Give me two seconds.
I'll be right with you.
- No, Lucien.
- You're not fit enough, Lucien.
I'm still the Police Surgeon.
No, I'll get Dr Wallace.
Wal Jack Wallace? He wouldn't know a carbuncle from a kidney.
Look, I could work from here.
Alice can manage the autopsy.
All you need to do is bring me the reports.
Oh, come on, Matthew.
You know I'll do a better job than bloody Wallace.
He won't stop annoying you until he's working.
Why is she still lying there? I'm sorry sir, but we need to keep her here for just a while longer.
Just this way, please.
How long does it take to clear a room? We're still taking statements, sir.
Must have been a stroke.
Her mother, she died the same way.
I see.
Well, even so, we need other witnesses' accounts.
Robert, we need to let the police do their job.
I wish they would.
Where's your superintendent? I want him to handle this.
I'll make sure I tell him, sir.
Um, can you let me know when you're finished with the students? I need to make sure they all get home.
Make sure the hall's completely Sally.
Are you alright? Yeah, I'm fine, Mum.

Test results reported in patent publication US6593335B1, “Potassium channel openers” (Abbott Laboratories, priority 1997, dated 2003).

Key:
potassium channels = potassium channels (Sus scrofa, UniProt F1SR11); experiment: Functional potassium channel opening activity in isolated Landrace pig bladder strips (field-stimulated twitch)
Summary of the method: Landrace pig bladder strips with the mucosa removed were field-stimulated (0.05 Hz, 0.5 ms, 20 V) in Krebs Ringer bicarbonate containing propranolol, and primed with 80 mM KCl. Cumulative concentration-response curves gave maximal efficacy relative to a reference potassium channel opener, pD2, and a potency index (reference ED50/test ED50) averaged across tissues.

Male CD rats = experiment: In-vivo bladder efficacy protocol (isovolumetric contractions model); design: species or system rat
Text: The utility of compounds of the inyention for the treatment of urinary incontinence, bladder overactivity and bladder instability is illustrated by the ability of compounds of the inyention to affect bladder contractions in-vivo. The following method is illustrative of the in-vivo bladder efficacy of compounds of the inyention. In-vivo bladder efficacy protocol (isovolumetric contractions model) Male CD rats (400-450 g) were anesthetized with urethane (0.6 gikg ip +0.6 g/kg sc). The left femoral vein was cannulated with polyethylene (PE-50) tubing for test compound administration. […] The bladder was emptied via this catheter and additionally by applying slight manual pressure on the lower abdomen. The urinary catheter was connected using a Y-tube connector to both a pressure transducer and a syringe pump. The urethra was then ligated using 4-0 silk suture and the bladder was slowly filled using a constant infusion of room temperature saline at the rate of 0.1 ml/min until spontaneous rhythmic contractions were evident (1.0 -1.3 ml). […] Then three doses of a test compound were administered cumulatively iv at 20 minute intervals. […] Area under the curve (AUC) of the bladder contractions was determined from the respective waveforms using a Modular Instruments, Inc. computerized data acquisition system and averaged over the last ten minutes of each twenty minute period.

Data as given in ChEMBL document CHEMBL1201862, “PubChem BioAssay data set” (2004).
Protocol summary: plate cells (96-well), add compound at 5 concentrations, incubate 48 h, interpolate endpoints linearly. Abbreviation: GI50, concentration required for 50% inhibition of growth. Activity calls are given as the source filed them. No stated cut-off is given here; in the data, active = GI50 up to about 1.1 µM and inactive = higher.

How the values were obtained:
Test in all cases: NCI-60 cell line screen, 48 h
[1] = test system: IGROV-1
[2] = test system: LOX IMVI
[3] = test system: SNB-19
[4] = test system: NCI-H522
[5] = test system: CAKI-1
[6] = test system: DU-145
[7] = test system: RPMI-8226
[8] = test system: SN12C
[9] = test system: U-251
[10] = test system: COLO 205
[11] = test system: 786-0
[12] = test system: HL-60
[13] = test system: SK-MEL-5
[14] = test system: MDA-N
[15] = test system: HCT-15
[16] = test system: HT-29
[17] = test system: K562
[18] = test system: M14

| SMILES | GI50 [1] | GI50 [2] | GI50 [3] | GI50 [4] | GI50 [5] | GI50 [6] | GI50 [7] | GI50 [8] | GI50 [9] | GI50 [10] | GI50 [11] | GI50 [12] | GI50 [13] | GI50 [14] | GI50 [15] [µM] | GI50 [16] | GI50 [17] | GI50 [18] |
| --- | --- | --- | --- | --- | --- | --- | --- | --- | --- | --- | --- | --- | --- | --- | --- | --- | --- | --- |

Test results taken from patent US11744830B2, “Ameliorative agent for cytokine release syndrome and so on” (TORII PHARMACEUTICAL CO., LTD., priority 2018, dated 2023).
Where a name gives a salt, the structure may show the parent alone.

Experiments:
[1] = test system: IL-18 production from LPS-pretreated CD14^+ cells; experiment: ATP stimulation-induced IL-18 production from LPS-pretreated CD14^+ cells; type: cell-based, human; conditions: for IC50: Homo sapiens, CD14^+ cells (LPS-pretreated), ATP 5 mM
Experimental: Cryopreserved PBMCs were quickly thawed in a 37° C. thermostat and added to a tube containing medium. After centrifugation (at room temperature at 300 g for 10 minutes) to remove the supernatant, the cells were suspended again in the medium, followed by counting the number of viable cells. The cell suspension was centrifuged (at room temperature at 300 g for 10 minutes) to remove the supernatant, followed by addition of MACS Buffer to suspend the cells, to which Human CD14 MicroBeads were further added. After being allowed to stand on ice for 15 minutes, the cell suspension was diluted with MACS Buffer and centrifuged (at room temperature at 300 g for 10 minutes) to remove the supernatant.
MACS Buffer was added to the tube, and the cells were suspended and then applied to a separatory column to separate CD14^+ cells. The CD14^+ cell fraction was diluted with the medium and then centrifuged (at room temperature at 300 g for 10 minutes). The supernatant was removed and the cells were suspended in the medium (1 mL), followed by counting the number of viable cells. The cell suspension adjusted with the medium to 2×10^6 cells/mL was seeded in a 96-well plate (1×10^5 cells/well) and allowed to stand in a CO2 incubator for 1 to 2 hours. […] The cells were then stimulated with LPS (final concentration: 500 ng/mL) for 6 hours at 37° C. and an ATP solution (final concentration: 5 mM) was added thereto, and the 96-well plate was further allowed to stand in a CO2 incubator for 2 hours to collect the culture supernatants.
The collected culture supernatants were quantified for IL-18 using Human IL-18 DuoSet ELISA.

Let's get you home.
Is the teacher a friend of yours? Kim Fox.
She organised the deb.
She found Charlotte, with her father and boyfriend.
Well, she seems to get along with the kids well.
She's a good teacher.
Don't suppose you've had a chance to chat to those girls? No, but I overheard them.
They're all saying the same thing.
Charlotte went into the dressing-room before the deb started and never came out.
Right, Alice, I'm here.
Is Charlie with you? He's assisting.
There's no apparent damage to the vertebrae or skull.
However, there is a small amount of free intracranial gas visible on the X-ray.
Which can occur post-mortem.
Doctor, I'm afraid I'm going to need a full autopsy to establish cause of death.